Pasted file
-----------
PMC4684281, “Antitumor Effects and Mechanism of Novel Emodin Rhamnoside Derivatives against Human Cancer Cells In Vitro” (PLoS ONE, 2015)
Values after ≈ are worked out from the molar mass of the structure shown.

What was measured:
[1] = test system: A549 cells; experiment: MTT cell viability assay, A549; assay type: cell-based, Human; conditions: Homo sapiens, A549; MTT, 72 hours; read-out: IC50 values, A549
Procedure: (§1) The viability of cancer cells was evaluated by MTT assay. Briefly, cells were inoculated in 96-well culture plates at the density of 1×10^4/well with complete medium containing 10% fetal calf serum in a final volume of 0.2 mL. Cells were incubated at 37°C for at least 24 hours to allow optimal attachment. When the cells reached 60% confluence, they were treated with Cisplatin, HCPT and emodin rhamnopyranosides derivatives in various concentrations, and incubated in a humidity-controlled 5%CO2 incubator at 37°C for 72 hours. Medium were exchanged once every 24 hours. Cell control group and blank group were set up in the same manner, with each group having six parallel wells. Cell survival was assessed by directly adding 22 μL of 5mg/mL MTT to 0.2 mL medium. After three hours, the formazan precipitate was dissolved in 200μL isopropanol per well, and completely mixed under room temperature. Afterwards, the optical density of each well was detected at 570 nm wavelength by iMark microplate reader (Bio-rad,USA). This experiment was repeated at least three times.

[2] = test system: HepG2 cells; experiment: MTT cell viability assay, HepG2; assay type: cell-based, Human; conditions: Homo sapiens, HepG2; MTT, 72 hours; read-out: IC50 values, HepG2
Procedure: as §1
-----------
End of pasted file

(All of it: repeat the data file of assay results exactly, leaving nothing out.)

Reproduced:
PMC4684281, “Antitumor Effects and Mechanism of Novel Emodin Rhamnoside Derivatives against Human Cancer Cells In Vitro” (PLoS ONE, 2015)
Values after ≈ are worked out from the molar mass of the structure shown.

What was measured:
[1] = test system: A549 cells; experiment: MTT cell viability assay, A549; assay type: cell-based, Human; conditions: Homo sapiens, A549; MTT, 72 hours; read-out: IC50 values, A549
Procedure: (§1) The viability of cancer cells was evaluated by MTT assay. Briefly, cells were inoculated in 96-well culture plates at the density of 1×10^4/well with complete medium containing 10% fetal calf serum in a final volume of 0.2 mL. Cells were incubated at 37°C for at least 24 hours to allow optimal attachment. When the cells reached 60% confluence, they were treated with Cisplatin, HCPT and emodin rhamnopyranosides derivatives in various concentrations, and incubated in a humidity-controlled 5%CO2 incubator at 37°C for 72 hours. Medium were exchanged once every 24 hours. Cell control group and blank group were set up in the same manner, with each group having six parallel wells. Cell survival was assessed by directly adding 22 μL of 5mg/mL MTT to 0.2 mL medium. After three hours, the formazan precipitate was dissolved in 200μL isopropanol per well, and completely mixed under room temperature. Afterwards, the optical density of each well was detected at 570 nm wavelength by iMark microplate reader (Bio-rad,USA). This experiment was repeated at least three times.

[2] = test system: HepG2 cells; experiment: MTT cell viability assay, HepG2; assay type: cell-based, Human; conditions: Homo sapiens, HepG2; MTT, 72 hours; read-out: IC50 values, HepG2
Procedure: as §1